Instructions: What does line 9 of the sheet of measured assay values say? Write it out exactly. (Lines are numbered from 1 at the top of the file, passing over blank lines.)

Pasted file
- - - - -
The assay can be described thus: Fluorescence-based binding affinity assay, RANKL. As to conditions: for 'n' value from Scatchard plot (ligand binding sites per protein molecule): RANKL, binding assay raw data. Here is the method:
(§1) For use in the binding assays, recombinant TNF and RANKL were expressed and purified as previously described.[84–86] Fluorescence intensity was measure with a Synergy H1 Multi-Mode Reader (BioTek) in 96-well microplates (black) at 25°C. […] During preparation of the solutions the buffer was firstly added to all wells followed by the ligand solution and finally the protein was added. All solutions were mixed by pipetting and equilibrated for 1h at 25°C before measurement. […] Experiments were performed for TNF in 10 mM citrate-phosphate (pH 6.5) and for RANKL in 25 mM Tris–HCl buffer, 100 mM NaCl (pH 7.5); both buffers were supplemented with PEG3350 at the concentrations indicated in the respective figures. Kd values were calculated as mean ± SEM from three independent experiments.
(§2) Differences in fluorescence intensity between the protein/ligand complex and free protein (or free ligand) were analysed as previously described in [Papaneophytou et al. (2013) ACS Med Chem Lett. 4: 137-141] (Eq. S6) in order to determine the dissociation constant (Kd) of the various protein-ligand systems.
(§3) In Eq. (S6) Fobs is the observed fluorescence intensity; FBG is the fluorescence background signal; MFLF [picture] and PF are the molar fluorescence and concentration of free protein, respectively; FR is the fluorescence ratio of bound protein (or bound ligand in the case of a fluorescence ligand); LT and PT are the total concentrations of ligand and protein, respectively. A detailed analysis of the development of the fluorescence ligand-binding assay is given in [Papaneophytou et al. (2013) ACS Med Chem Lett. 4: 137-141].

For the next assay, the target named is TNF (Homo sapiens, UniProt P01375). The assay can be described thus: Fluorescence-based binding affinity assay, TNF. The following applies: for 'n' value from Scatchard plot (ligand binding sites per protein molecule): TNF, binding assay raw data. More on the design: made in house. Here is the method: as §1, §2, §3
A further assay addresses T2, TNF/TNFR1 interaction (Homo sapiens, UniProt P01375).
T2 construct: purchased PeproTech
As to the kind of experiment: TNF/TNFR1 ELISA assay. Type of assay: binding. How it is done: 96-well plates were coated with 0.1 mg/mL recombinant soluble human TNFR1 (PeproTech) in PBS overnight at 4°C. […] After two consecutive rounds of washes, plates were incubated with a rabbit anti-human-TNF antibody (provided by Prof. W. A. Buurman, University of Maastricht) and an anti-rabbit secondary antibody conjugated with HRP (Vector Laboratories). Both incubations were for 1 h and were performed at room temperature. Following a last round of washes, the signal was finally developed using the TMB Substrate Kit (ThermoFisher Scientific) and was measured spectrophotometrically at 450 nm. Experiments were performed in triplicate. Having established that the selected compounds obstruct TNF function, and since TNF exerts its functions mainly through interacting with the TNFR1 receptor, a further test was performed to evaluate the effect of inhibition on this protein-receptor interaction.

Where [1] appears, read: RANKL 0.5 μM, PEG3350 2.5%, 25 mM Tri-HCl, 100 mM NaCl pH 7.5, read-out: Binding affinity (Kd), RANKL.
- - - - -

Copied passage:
Where [1] appears, read: RANKL 0.5 μM, PEG3350 2.5%, 25 mM Tri-HCl, 100 mM NaCl pH 7.5, read-out: Binding affinity (Kd), RANKL.